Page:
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Feature Friday: The Ugliest Cars of the 1970s, Part 4 of 6

Posted by Jess Stoeckeler on

1974 Sebring-Vanguard CitiCar (Commuta-Car)

‘If you've ever wondered how electric cars got a reputation as glorified golf carts, well, here you go. The CitiCar, brainchild of a company called Sebring Vanguard, literally was a glorified golf cart, with a 2.5-horsepower motor (later upgraded to 6 hp) and a wheel-chock-shaped body that must have cost tens of dollars to design. It had a 40-mile range and could accelerate to 60 mph in 6.2 seconds… oh, sorry, that's how long it took to accelerate to twenty-five miles per hour, which is three mph shy of the original version's top speed. A company called Commuter Vehicles bought the design in the late 70s, renamed it the Commuta-Car, and added the ridiculous bumper extensions you see here.

1974 Ford Mustang II (Ghia)

We'll skip the debate about whether the downsized Mustang II was a stroke of genius or a national tragedy; that's a conversation for another time. Sure, the Mustang II looked silly, but the major visual offense was the luxury-themed Ghia model, a victim of Ford's notion that any car could be made better with the addition of opera windows. It was one thing to shrink the 'Stang, but attempting to give it a luxury vibe with a padded-vinyl "formal" roof and color-keyed bumpers was nothing less than a crime against humanity. And did they think we wouldn't notice that the hubcaps were lifted from the Granada? The Mustang II was a strong seller, but we think this was in spite of the Mustang Ghia rather than because of it.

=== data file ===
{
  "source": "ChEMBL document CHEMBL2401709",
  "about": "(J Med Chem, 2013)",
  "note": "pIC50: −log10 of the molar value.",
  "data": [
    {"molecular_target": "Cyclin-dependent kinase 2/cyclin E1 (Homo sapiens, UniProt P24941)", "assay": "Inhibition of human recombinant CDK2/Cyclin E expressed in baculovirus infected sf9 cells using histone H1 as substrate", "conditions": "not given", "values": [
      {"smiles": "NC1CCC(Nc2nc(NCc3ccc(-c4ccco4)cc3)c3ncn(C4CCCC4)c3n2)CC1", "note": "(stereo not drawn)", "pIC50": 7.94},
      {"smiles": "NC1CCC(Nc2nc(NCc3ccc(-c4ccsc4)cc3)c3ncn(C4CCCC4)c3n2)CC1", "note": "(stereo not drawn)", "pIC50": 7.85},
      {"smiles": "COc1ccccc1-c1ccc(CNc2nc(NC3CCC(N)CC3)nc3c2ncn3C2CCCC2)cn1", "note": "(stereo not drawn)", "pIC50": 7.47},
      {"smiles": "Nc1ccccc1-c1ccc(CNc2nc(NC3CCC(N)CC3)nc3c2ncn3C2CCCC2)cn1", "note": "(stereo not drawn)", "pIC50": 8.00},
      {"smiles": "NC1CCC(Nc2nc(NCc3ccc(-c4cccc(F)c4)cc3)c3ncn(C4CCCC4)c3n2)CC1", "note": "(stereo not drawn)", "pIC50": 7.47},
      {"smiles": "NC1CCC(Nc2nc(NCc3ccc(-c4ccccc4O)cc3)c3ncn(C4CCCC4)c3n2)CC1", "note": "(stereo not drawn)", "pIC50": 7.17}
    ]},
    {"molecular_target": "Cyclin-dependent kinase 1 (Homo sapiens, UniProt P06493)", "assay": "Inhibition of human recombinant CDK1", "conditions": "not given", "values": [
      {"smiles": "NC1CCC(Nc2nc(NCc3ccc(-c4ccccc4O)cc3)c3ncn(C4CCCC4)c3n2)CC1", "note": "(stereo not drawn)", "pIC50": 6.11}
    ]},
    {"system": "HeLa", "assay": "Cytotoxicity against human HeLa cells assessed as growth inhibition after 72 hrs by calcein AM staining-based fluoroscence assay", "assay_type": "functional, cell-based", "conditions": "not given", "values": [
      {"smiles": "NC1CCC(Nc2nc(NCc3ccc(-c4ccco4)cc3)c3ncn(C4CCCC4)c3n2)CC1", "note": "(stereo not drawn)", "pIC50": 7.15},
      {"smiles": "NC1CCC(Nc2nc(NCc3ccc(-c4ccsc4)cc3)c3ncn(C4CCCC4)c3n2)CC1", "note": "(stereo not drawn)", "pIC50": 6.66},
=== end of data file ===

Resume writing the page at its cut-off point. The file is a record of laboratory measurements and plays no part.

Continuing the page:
1974 Vanden Plas 1500

The Detroit Three were rightly criticized throughout the 1970s and 80s for "badge engineering"—the process of taking a car and putting a fancy grille on it, thereby magically transforming it into something truly special—but British Leyland raised this to an art form, provided your definition of art involves spreading feces on canvas. Witness the Vanden Plas 1500: Based on the Austin Allegro, it featured a stand-up chrome grille, genuine leather seats, deep-pile carpet, and fold-down walnut tables for the back seats, presumably so that the owner had a comfortable place to enjoy lunch while waiting for the tow truck. And for this, BL charged nearly twice as much as the Allegro.’

- Automobilemag, 4/10/2020 & Photos from Automobilemag

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